Anne-Marie Duff and Kenneth Cranham star in Heisenberg: The Uncertainty Principle

October 2017

Two of Britain’s most respected actors will star in a new play Heisenberg: The Uncertainty Principle from the creative team behind the international multi award-winning sensation The Curious Incident of the Dog in the Night-Time.

Award-winning Anne-Marie Duff is best known for Nowhere Boy, for which she won the Evening Standard British Film Award for Best Actress and awards for Best Supporting Actress from the London Film Critics’ Circle and the BIFA. Fans will know her for roles in Shameless and The Virgin Queen, and on stage most recently in Common at the Royal National Theatre and Oil at the Almeida.

Kenneth Cranham has appeared in numerous films including Layer Cake, Gangster No. 1, Rome, Oliver! and Hellbound: Hellraiser II. His stage credits include Entertaining Mr Sloane, Loot, The Birthday Party and Gaslight. For his role as Inspector Goole in An Inspector Calls, he was nominated for a Laurence Olivier Award, and in 2016, Cranham won the Olivier Award for Best Actor in a Play for his role as Andre in The Father, a production which received a five-star review from every leading national press publication.

In Heisenberg: The Uncertainty Principle, which is supported by Bruno Wang Productions and was hailed as a “soaring, suspenseful, thrilling and wondrous play” on its Broadway debut – Duff and Cranham play a couple who meet by chance at a London train station before embarking on a complicated relationship.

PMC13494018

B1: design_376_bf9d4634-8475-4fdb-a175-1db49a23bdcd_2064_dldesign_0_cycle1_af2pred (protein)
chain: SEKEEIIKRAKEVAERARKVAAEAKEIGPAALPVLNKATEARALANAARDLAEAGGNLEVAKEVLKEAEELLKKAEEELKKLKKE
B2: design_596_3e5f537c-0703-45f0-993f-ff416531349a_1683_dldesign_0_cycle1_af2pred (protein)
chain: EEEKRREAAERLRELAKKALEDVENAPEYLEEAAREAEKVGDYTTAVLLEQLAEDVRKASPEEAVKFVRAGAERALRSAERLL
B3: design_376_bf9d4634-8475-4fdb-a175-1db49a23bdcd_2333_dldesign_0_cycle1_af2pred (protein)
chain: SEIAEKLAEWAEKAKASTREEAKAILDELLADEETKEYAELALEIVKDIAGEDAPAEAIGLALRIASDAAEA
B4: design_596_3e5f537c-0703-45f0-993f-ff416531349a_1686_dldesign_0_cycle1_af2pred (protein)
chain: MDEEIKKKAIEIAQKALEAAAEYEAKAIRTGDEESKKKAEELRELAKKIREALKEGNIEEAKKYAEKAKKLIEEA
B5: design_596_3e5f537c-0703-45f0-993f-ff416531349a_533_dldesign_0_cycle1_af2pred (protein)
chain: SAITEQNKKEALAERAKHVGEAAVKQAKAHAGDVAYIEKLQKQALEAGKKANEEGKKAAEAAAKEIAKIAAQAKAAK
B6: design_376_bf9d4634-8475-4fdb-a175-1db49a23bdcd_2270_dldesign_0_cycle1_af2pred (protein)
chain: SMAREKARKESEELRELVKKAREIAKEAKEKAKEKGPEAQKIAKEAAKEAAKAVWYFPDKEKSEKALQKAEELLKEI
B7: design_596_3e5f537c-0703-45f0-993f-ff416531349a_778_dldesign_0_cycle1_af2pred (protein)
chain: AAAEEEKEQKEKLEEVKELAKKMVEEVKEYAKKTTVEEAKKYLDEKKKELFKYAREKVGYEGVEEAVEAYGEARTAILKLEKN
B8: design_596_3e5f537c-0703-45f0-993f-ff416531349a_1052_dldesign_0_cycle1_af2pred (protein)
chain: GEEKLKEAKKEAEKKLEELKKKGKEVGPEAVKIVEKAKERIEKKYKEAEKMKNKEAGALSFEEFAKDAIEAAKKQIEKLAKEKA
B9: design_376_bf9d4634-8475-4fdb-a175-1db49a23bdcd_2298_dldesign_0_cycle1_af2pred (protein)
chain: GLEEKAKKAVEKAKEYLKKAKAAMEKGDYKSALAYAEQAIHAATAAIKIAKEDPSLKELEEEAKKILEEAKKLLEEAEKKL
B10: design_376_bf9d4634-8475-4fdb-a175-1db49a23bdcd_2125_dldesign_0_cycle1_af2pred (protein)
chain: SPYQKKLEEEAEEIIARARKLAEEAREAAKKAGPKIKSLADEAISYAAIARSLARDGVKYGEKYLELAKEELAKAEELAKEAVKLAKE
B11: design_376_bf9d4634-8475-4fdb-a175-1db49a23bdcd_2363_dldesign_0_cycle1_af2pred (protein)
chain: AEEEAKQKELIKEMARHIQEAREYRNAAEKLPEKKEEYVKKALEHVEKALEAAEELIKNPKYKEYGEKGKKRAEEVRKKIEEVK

The production is the work of director Marianne Elliott (War Horse, Angels in America) and playwright Simon Stephens (Fatherland, Pornography). Of the play, Stephens said recently in an interview with What’s On Stage: “I wanted to try and release the instinctive, the unpredictable. I knew how the characters were affecting each other, but didn’t know what they were going to say next. It was daring and uncertain, and exciting.”

The interview revealed that Elliott and Stephens grew up catching the same bus together, a fact that was only recently discovered: “I was 14 and Marianne was 16. We used to go to school together on the same bus, though we didn’t know who the other one was and we didn’t talk. She was the cool sixth former.”

Since then the pair have reacquainted professionally, having worked together on a number of productions including, most famously, the National Theatre, West End and international tour of A Curious Incident of the Dog in the Night Time.
Elliott commented in the same interview: “What I’m drawn to in Simon’s work is that there’s a huge world that goes beyond the lines and script. There’s a well of yearning in these characters, and there’s so much emotion. You’re looking at these two characters as if through a microscope, but the world still moved around them in a way that was unpredictable and exciting, and very beautiful.”